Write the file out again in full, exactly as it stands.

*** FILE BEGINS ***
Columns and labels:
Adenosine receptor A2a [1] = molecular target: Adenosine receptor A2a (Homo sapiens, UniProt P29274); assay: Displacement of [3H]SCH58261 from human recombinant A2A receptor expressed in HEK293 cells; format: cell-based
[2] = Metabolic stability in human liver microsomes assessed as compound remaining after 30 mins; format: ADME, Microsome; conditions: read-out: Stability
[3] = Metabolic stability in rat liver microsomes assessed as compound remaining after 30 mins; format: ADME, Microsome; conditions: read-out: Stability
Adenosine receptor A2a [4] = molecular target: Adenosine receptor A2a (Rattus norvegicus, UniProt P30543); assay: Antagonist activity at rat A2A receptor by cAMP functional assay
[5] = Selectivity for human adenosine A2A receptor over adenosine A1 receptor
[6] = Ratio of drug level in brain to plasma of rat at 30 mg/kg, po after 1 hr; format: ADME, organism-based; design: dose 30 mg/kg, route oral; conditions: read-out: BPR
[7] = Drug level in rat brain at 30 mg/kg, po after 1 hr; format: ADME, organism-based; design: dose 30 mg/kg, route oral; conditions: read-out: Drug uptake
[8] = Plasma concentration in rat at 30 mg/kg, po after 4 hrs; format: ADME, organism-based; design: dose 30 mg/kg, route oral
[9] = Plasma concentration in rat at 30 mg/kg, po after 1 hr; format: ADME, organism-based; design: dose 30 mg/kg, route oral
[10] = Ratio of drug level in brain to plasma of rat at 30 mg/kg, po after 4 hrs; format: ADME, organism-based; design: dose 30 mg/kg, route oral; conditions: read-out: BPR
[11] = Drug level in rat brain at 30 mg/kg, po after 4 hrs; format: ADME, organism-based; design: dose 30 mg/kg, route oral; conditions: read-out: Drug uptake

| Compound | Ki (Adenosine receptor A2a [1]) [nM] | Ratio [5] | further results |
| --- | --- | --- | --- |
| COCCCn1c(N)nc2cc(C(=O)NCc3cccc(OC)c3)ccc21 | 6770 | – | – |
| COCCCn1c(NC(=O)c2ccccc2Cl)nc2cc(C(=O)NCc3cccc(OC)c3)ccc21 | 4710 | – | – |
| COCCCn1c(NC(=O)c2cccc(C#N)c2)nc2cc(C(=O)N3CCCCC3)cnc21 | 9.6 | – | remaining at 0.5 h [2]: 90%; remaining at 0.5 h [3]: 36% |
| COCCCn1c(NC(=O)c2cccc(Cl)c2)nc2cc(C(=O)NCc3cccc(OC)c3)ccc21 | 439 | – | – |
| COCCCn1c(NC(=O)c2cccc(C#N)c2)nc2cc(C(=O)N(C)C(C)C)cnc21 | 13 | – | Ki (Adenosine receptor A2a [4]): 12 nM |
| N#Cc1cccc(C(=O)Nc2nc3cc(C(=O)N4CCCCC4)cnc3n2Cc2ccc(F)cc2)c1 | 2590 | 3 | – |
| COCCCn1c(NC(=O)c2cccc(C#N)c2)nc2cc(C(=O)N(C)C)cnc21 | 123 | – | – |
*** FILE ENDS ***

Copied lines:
Columns and labels:
Adenosine receptor A2a [1] = molecular target: Adenosine receptor A2a (Homo sapiens, UniProt P29274); assay: Displacement of [3H]SCH58261 from human recombinant A2A receptor expressed in HEK293 cells; format: cell-based
[2] = Metabolic stability in human liver microsomes assessed as compound remaining after 30 mins; format: ADME, Microsome; conditions: read-out: Stability
[3] = Metabolic stability in rat liver microsomes assessed as compound remaining after 30 mins; format: ADME, Microsome; conditions: read-out: Stability
Adenosine receptor A2a [4] = molecular target: Adenosine receptor A2a (Rattus norvegicus, UniProt P30543); assay: Antagonist activity at rat A2A receptor by cAMP functional assay
[5] = Selectivity for human adenosine A2A receptor over adenosine A1 receptor
[6] = Ratio of drug level in brain to plasma of rat at 30 mg/kg, po after 1 hr; format: ADME, organism-based; design: dose 30 mg/kg, route oral; conditions: read-out: BPR
[7] = Drug level in rat brain at 30 mg/kg, po after 1 hr; format: ADME, organism-based; design: dose 30 mg/kg, route oral; conditions: read-out: Drug uptake
[8] = Plasma concentration in rat at 30 mg/kg, po after 4 hrs; format: ADME, organism-based; design: dose 30 mg/kg, route oral
[9] = Plasma concentration in rat at 30 mg/kg, po after 1 hr; format: ADME, organism-based; design: dose 30 mg/kg, route oral
[10] = Ratio of drug level in brain to plasma of rat at 30 mg/kg, po after 4 hrs; format: ADME, organism-based; design: dose 30 mg/kg, route oral; conditions: read-out: BPR
[11] = Drug level in rat brain at 30 mg/kg, po after 4 hrs; format: ADME, organism-based; design: dose 30 mg/kg, route oral; conditions: read-out: Drug uptake

| Compound | Ki (Adenosine receptor A2a [1]) [nM] | Ratio [5] | further results |
| --- | --- | --- | --- |
| COCCCn1c(N)nc2cc(C(=O)NCc3cccc(OC)c3)ccc21 | 6770 | – | – |
| COCCCn1c(NC(=O)c2ccccc2Cl)nc2cc(C(=O)NCc3cccc(OC)c3)ccc21 | 4710 | – | – |
| COCCCn1c(NC(=O)c2cccc(C#N)c2)nc2cc(C(=O)N3CCCCC3)cnc21 | 9.6 | – | remaining at 0.5 h [2]: 90%; remaining at 0.5 h [3]: 36% |
| COCCCn1c(NC(=O)c2cccc(Cl)c2)nc2cc(C(=O)NCc3cccc(OC)c3)ccc21 | 439 | – | – |
| COCCCn1c(NC(=O)c2cccc(C#N)c2)nc2cc(C(=O)N(C)C(C)C)cnc21 | 13 | – | Ki (Adenosine receptor A2a [4]): 12 nM |
| N#Cc1cccc(C(=O)Nc2nc3cc(C(=O)N4CCCCC4)cnc3n2Cc2ccc(F)cc2)c1 | 2590 | 3 | – |
| COCCCn1c(NC(=O)c2cccc(C#N)c2)nc2cc(C(=O)N(C)C)cnc21 | 123 | – | – |